July 18, 2012

Exploding Rockets

A crazy explosion has ignited at the back of my garden.

The bottlebrush buckeye blooms have shot out and up. Big white rockets aim for the meadow, the yard, the house.  Kapow.  Incoming.


These rangy big shrubs are Aesculus parviflora, just now blooming in the heat of mid July. They are still immature, and will get much, much larger.

I planted several in fall 2007, in a line along the edge of the meadow. The idea was to make a large hedge to screen our yard from the wild area beyond.

For the first three years they just looked goofy.  Silly.


By 2011 they were putting on size, and I was thrilled when candles bloomed for the first time.

Those flowers became the characteristic nuts that look like the eye of a deer (I guess) and give these shrubs, and their tall tree cousins, the name buckeye.  I was amazed when I first saw the heavy nuts on my spindly shrubs.

In spring 2012, getting ready to bloom, they looked like a real hedge. When I stood next to them, I realized they are now as tall as I am. They will become 12 foot high monsters and soon, I think.


When the candles open they are creamy white --- not a showy color in the full-on glare of midsummer light, but they stick out every which way in reckless array. They really do look like straight bottlebrushes, very tubular.



A little more info about growing Aesculus parviflora ---

It is a woodland shrub that wants a shady, moist location. I planted them in full sun, not having any shade to speak of. They have rewarded me with fast growth and much more exuberant flowering than they would have produced in shade, but the big leaves do scorch in summer. And I have to water them if we don't get weekly rain. Which we haven't had this year.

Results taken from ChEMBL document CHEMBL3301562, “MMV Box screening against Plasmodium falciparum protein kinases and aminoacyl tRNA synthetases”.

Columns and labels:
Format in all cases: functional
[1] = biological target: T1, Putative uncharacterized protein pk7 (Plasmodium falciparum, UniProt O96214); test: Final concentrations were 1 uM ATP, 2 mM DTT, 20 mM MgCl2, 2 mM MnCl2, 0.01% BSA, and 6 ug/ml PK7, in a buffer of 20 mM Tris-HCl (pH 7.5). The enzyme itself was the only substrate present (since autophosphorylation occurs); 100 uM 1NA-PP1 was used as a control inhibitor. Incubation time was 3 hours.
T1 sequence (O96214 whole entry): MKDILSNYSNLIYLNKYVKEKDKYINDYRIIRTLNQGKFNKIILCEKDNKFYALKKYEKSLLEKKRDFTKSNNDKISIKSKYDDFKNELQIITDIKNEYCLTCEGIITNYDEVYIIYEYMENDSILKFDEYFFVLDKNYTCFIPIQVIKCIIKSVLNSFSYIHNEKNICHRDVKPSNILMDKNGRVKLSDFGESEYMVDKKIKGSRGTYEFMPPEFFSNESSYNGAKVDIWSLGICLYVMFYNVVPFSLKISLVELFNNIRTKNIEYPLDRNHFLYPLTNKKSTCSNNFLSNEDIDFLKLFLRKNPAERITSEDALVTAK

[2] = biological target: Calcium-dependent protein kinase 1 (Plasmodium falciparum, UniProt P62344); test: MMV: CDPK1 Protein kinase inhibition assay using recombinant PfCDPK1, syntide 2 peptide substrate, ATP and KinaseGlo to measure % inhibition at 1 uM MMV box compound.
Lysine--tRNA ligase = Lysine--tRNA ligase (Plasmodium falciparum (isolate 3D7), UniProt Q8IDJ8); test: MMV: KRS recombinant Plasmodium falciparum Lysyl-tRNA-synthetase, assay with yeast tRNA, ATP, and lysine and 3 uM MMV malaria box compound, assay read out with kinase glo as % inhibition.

The leaves are big floppy palmate leaves that look just like horse chestnut foliage, and they turn a brilliant clear yellow in fall.

Bottlebrush buckeye will become very big.  If you grow it, make room. I had space out in the open between the mowed yard and the umowed grassy area, but at a mature 12 x 12 and spreading even bigger by suckering, each of these five buckeyes is going to cover an awful lot of ground.


They are explosions of blooming candles now as young rangy bushes.  What will they look like when they are as big as a fleet of tour buses out there?

26 comments:

  1. I love these. There is a plant around these plants that has a similar bloom which I would love to plant as a hedge. They bloom around now, in both white and purple and is lovely. I almost got excited when I saw yours, hoping I would find out what it is I want to plant, but the leaves are very different :-)

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    1. Ruth, could the plant your are seeing be buddleia - butterfly bush? They are big and rangy, and have purple or sometimes white arching spikes. They are not as big and clumpy as the bottlebrush buckeyes, but that might be what you see blooming now with big spikes in summer.

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  2. It is great that you have enough property to let these beauties grow and bloom up a storm. WOW those rockets are gorgeous. I have a smaller version of buckeye shrub. Not sure what it is called. The blooms are pink/orange. It does make buckeyes too. Not this year though, too dry.

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    1. Lisa, even though I have enough space for them, I think in a few years I will be overwhelmed by their size. Pink / orange blooms on a small buckeye shrub? ... I was not aware of this, I'll have to check it out. Sounds perfect, size-wise and for color!

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  3. They look great, and I like the way they make the meadow a "secret" feature of the garden.

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    1. James, initially these were planted to keep the unmoved weeds at bay and screen us from it. Now I like the idea of the buckeyes framing the meadow, and I enjoy the way you put it --- the hedge makes the meadow a secret feature beyond, to be discovered. You've given me a new way to look at this.